A discovery made 25 years ago about how the brain controls blood pressure regulation is only now being explored with the help of scientists from the Howard Florey Institute.
Eminent German scientist, Prof Wilfrid Jänig, is in Melbourne this month to collaborate with Florey scientists, Dr Robin McAllen and Dr Bradford Bratton, on his research involving a pathway in the brain that controls blood pressure and may worsen cardiovascular disease.
When Prof Jänig first discovered this new concept of looking at blood pressure regulation, other scientists could not get their head around his idea.
“It had nothing to do with the technology available at the time as it would have been possible to develop the technology for this research,” Prof Jänig said.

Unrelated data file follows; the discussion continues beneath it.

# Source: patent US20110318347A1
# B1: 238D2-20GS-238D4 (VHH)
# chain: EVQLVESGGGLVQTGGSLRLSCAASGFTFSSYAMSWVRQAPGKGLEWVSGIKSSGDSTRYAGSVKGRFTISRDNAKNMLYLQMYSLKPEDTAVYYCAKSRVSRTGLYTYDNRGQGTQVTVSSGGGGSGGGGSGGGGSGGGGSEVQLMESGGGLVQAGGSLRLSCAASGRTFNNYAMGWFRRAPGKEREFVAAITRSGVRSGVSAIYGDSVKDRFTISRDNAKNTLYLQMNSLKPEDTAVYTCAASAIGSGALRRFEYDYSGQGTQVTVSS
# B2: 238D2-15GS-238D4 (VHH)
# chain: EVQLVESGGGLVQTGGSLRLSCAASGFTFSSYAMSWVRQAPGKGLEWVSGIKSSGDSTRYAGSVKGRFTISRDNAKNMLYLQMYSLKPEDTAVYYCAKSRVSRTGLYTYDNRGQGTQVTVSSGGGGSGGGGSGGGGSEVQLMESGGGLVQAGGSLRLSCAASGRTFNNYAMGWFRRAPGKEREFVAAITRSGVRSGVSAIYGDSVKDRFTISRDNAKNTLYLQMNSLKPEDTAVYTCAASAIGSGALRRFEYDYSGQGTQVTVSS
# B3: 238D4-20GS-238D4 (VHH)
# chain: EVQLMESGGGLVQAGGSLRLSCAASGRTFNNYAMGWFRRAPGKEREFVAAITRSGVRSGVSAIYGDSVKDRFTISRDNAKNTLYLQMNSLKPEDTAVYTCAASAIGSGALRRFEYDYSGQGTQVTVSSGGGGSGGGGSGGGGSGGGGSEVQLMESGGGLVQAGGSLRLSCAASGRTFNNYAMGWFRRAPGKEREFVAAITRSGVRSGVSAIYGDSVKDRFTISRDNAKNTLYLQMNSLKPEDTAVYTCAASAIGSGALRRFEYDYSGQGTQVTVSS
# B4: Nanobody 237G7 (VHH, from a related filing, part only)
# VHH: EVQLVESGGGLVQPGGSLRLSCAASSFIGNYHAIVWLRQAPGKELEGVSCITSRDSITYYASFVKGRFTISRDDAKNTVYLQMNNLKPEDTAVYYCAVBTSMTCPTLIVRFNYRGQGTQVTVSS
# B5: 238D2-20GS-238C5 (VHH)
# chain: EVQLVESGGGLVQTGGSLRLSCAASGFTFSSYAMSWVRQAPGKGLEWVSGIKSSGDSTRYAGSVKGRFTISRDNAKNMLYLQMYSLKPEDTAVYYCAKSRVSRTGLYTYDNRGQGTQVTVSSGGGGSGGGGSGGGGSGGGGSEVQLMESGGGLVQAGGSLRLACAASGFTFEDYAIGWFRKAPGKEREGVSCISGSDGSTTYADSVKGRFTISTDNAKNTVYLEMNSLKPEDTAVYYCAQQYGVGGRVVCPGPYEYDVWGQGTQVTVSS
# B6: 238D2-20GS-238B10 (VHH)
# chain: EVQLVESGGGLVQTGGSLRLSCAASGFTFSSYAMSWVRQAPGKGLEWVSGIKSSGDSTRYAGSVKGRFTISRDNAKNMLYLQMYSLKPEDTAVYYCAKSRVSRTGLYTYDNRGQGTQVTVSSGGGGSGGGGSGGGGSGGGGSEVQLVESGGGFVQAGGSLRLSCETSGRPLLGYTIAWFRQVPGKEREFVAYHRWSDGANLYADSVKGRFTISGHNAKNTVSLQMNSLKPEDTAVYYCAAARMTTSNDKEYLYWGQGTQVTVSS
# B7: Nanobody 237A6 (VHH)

Dr McAllen, who has previously worked with Prof Jänig on other brain research, further explains why it took 25 years for the idea to evolve and be explored.
“Prof Jänig was 25 years ahead of his time. It is not uncommon for scientists to detect something in their research that the scientific community is not ready to accept,” Dr McAllen said.
Prof Jänig's collaboration with the Florey may have important consequences as sympathetic nerves are known to be overactive in cardiovascular diseases such as hypertension and heart failure, and this worsens the disease. Their research is trying to find a way to block this overactivity without blocking normal activity.